A month ago I started taking my six-year old to a therapist. Heâ€™s shy, and with the onset of first grade, he was talking less than ever. Pretty much his only means of communicating with his new teacher was by whispering into her ear.
When the threat of no recess (hers) and even the offer of a new LEGO set (mine) only seemed to make Gabe more anxious, I complained to another mom, who came to the rescue with a therapist recommendation. This isnâ€™t the first time Iâ€™ve weighed the possibility of taking one of the kids to a therapist. In the past Iâ€™ve always decided against it, thinking that paying too much attention to the problem would only make it worse. This time, though, Gabe seemed genuinely fraught about going to school, so I called the therapist and Gabe and I have been visiting once a week since.
This week his therapist began with some art therapy. She handed Gabe a sheet of paper and a box of markers, and asked him to draw his worry as if it were an animal or a monster.
Gabe started to draw right away. He drew a devil engulfed in multicolored flames, and even before he finished it I was almost crying. â€œThis is a worry demon,â€ he whispered into my ear. â€œHe talks to me. He tells me he hates me, heâ€™s stronger than me, and heâ€™ll beat me up if I talk at school.â€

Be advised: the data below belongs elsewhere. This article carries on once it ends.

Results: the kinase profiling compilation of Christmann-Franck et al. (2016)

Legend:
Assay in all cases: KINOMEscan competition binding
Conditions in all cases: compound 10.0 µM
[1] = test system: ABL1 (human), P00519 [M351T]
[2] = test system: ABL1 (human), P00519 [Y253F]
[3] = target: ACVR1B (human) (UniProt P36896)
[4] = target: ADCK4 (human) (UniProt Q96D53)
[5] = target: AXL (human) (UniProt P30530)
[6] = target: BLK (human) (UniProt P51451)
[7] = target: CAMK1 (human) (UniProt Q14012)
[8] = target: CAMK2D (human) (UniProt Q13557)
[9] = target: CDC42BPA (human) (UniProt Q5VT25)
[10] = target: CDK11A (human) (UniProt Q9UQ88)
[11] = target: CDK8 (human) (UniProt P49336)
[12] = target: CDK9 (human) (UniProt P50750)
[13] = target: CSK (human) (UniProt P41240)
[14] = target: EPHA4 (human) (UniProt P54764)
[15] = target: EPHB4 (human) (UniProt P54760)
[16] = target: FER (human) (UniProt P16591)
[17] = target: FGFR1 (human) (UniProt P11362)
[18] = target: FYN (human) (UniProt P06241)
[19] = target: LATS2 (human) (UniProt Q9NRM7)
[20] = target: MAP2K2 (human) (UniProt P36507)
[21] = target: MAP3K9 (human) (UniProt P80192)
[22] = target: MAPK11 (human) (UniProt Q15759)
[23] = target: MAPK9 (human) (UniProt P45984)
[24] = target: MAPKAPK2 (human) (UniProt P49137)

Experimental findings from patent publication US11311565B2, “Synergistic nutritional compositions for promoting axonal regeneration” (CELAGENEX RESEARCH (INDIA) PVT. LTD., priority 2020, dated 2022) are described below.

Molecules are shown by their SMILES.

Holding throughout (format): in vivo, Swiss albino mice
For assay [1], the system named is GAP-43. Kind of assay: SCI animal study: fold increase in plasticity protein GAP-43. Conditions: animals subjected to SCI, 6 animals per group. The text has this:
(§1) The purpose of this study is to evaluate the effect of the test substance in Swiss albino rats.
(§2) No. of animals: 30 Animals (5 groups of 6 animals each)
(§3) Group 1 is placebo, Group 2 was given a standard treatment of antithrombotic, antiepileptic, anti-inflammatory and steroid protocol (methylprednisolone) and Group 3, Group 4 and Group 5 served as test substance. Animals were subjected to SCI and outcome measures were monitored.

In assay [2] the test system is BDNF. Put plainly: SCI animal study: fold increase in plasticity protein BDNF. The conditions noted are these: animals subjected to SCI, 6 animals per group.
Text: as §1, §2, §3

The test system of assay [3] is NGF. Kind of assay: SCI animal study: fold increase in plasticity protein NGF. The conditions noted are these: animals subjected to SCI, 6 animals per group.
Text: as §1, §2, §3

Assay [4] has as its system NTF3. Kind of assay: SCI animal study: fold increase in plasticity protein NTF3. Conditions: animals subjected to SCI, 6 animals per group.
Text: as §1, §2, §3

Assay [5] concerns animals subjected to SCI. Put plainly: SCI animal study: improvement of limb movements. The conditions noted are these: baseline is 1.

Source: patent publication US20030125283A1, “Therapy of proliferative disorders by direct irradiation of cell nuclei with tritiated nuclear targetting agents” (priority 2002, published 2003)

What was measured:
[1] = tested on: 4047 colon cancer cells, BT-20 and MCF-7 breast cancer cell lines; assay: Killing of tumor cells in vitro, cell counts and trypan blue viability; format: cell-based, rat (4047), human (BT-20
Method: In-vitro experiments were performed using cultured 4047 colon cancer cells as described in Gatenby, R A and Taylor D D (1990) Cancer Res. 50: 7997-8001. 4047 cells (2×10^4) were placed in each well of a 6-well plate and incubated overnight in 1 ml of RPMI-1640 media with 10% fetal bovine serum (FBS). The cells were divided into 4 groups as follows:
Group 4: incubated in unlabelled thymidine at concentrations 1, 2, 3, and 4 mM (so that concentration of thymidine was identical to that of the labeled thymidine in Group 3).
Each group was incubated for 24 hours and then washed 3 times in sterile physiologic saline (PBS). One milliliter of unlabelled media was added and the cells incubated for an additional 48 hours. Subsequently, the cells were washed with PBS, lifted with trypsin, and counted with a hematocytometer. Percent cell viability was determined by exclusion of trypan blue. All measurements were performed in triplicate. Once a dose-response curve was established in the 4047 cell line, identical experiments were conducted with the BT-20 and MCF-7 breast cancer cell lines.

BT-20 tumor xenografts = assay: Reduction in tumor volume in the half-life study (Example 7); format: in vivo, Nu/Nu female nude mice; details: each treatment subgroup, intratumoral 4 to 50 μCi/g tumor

I nodded, trying to figure out the questions that would help more than harm. While I was choosing my words, the therapist asked Gabe to draw a weapon that he could use against the worry demon. He turned to another page and drew a red and blue rocket. â€œThis is a worry blaster,â€ he whispered triumphantly. â€œWhenever I talk, it blasts the worry demon into ashes and he DIES,â€ he explained into my ear. â€œThe worry demonâ€™s flames set off the rocket,â€ he finished, clearly proud of putting the demonâ€™s flames to good use.
Gabe is only six years old. He and the other kids have had a relatively calm childhood so far, and play fighting with his sister and brother is his only actual daily torment. Yet, still, Gabe is living with a demon inside him. He, thankfully, has no idea that mental illness runs rampant on both sides of his family: schizophrenia, bi-polar disorder, and dissociative personality disorder, to name a few. No, thankfully, he has no clue that demons are a thing beyond television and Halloween. Hopefully I can protect him from that harsh reality for a very long time.
Yet something about the way he dove into his drawing, so sure of his worry demon, just breaks my heart. Something about the worry rocket, fueled by his demonâ€™s flames, strikes me as uncanny.
The human mind is a mysterious place.
Itâ€™s been awhile since I posted something personal, I know. This demon thing has really gotten to me.